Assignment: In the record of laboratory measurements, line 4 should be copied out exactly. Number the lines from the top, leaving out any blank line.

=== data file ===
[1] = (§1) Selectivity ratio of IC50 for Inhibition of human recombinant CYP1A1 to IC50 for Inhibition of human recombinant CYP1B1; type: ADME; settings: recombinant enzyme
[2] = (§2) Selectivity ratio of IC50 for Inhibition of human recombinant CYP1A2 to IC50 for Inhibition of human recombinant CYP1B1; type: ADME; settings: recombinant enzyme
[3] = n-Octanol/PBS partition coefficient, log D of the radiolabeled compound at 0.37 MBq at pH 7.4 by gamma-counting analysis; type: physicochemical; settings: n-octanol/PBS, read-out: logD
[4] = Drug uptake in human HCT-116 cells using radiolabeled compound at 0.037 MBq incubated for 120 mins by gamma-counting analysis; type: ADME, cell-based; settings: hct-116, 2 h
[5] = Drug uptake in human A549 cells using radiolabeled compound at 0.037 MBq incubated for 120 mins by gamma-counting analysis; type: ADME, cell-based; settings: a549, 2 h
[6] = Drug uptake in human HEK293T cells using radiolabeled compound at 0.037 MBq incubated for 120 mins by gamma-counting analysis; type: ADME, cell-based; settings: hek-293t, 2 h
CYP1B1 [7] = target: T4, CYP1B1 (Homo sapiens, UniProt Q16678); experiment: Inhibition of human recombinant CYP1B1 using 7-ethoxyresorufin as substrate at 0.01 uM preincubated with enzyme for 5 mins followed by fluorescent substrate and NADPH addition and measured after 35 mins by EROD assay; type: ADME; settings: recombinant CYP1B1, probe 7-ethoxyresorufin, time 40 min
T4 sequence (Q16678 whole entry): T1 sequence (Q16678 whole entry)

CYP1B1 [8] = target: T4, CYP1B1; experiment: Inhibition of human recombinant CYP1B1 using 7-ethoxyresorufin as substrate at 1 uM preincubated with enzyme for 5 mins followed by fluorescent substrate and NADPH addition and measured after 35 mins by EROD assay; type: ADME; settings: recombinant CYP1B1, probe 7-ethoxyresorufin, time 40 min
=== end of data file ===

[4] = Drug uptake in human HCT-116 cells using radiolabeled compound at 0.037 MBq incubated for 120 mins by gamma-counting analysis; type: ADME, cell-based; settings: hct-116, 2 h